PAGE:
Last weekend was the tenth anniversary of blogger. I've only been around for six of those but it has felt like a good part of my life so many happy returns to it.
Initially, once it gathered pace, blogs were the subject of ridicule from the press and other media. All that poor writing which will never replace our proper journalism and diarying, they seemed to say. Now all good journalists seem to have a blog as well, accepting that they can do some things better in this forum than on their paper's website or in print.
There is bad writing. Just like fashion is faster than architecture, because it is easier to mirror or direct a changing culture with cloth than concrete, blogs are faster than pieces that need to be sub-edited. You can remove errors from weblogs. The print media has to apologise. Anyway all writers occasionally put disappointing writing out there. Your mojo can go awol. The trick, imho, is to keep the standard of average posts reasonably high, so you don't lose readers, and sometimes to excel. Well you'd tell me if it went wrong wouldn't you? I know you would. I watch the feedjit stats. I read the comments.
I also, and don't tell too many folk, have a friendly editor who emails me, rather than comments, if I've blooped. No names, but backstairs staff are appreciated.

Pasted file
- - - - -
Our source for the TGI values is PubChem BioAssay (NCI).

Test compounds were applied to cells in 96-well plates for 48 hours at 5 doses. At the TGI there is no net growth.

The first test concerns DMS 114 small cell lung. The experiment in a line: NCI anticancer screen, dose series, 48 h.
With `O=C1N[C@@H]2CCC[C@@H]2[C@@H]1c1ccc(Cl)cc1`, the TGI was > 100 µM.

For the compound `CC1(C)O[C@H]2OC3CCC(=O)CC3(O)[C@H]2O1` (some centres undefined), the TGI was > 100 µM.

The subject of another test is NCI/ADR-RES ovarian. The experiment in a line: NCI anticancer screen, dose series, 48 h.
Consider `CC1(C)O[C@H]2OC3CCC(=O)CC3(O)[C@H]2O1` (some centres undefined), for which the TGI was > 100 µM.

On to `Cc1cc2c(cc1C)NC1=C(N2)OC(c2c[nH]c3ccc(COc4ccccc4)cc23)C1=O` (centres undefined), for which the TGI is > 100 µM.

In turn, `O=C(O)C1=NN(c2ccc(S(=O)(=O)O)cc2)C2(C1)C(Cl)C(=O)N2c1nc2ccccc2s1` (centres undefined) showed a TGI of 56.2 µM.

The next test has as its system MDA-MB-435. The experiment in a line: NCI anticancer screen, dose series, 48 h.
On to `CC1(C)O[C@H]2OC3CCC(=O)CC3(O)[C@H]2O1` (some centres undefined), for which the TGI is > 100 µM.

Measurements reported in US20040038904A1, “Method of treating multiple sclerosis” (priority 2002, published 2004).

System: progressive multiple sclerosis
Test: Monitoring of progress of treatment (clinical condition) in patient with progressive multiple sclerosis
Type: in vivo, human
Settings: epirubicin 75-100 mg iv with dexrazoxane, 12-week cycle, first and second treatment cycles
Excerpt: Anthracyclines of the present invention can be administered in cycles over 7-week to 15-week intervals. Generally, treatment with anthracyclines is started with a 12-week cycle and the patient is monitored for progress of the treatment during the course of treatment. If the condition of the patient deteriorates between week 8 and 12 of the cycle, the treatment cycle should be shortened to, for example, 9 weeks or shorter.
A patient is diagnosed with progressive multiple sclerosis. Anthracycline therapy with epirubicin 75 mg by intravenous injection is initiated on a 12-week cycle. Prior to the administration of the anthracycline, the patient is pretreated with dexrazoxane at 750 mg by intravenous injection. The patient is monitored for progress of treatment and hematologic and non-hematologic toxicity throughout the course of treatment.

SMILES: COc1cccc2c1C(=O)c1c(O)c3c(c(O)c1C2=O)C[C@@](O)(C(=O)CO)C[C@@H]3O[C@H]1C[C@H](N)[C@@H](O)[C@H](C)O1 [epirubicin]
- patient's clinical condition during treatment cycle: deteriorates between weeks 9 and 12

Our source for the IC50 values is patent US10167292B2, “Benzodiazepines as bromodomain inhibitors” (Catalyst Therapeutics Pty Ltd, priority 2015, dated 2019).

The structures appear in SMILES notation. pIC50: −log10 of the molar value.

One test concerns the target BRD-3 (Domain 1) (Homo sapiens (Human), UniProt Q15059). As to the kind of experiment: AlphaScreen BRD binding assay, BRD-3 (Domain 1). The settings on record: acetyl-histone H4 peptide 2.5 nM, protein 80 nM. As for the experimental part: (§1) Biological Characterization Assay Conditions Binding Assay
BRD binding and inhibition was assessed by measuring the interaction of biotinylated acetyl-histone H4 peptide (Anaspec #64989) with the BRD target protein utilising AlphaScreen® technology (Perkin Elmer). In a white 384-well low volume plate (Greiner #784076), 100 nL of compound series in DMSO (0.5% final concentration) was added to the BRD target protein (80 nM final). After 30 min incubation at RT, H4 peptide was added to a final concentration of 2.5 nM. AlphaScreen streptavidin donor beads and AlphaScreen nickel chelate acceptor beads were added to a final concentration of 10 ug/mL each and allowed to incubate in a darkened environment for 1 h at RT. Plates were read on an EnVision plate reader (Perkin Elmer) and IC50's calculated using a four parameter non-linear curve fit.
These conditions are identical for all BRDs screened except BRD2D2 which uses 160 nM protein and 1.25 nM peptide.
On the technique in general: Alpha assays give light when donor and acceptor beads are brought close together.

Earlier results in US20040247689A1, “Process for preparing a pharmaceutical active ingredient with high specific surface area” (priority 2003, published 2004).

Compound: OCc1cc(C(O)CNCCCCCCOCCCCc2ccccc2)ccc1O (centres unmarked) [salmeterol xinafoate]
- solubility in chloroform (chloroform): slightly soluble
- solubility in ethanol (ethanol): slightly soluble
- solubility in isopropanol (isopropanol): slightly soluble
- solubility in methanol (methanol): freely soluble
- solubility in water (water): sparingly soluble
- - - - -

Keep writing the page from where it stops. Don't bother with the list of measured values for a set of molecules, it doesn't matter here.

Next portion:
Blogging is cathartic for those of us who like writing whether anyone reads or not. The existence of a small posse of followers, and a wider group locally who tell me what they think of what I said, makes it a useful exercise in communication, information and vulnerability. Judging by the way the labels exercise is proceeding (not even half way through yet) it also appears to be my lot to try and be funny relatively often. Reading all six years has been OK. I've been surprised how few howlers there are and some of the writing has made me pleased I did it. Not that sentence but you can't win 'em all. Another blog thing is that you tend to plough on rather than correct. Most of the good writing started somewhere else first.
The critics soon gave up slagging blogs and moved to Facebook, which also took over the world and now they write articles saying 'Why on earth does anyone Tweet?' Whatever next? Well whatever does come next you can guarantee that the knee-jerk will be to rubbish it and then, like the wasp that I watched a spider wrap then consume yesterday, way to go spidey, it will become part of the system.
Happy birthday blogger. And thanks, a long time ago, to Seb Apostol, who told me about it. He was an early adopter but left when something else became cooler.